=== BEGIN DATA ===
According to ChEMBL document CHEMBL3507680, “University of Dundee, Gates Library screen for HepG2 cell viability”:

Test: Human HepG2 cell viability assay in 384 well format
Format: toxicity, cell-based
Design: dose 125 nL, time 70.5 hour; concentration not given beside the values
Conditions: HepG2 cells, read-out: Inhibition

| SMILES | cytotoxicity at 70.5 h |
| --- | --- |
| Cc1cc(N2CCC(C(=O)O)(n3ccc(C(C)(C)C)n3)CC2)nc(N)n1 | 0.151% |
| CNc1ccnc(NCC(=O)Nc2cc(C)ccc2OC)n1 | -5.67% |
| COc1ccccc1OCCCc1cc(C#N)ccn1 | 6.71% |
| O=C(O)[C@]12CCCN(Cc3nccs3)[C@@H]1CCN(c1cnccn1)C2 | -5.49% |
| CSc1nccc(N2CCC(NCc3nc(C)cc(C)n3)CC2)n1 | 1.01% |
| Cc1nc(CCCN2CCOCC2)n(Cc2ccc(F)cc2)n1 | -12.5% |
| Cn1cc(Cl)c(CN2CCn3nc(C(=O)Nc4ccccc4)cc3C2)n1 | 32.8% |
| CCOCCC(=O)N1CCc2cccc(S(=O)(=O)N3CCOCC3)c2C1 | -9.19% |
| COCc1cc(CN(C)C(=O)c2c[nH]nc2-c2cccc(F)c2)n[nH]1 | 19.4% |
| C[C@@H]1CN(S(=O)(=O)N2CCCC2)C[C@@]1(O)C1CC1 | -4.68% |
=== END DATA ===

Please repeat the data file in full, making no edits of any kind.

According to ChEMBL document CHEMBL3507680, “University of Dundee, Gates Library screen for HepG2 cell viability”:

Test: Human HepG2 cell viability assay in 384 well format
Format: toxicity, cell-based
Design: dose 125 nL, time 70.5 hour; concentration not given beside the values
Conditions: HepG2 cells, read-out: Inhibition

| SMILES | cytotoxicity at 70.5 h |
| --- | --- |
| Cc1cc(N2CCC(C(=O)O)(n3ccc(C(C)(C)C)n3)CC2)nc(N)n1 | 0.151% |
| CNc1ccnc(NCC(=O)Nc2cc(C)ccc2OC)n1 | -5.67% |
| COc1ccccc1OCCCc1cc(C#N)ccn1 | 6.71% |
| O=C(O)[C@]12CCCN(Cc3nccs3)[C@@H]1CCN(c1cnccn1)C2 | -5.49% |
| CSc1nccc(N2CCC(NCc3nc(C)cc(C)n3)CC2)n1 | 1.01% |
| Cc1nc(CCCN2CCOCC2)n(Cc2ccc(F)cc2)n1 | -12.5% |
| Cn1cc(Cl)c(CN2CCn3nc(C(=O)Nc4ccccc4)cc3C2)n1 | 32.8% |
| CCOCCC(=O)N1CCc2cccc(S(=O)(=O)N3CCOCC3)c2C1 | -9.19% |
| COCc1cc(CN(C)C(=O)c2c[nH]nc2-c2cccc(F)c2)n[nH]1 | 19.4% |
| C[C@@H]1CN(S(=O)(=O)N2CCCC2)C[C@@]1(O)C1CC1 | -4.68% |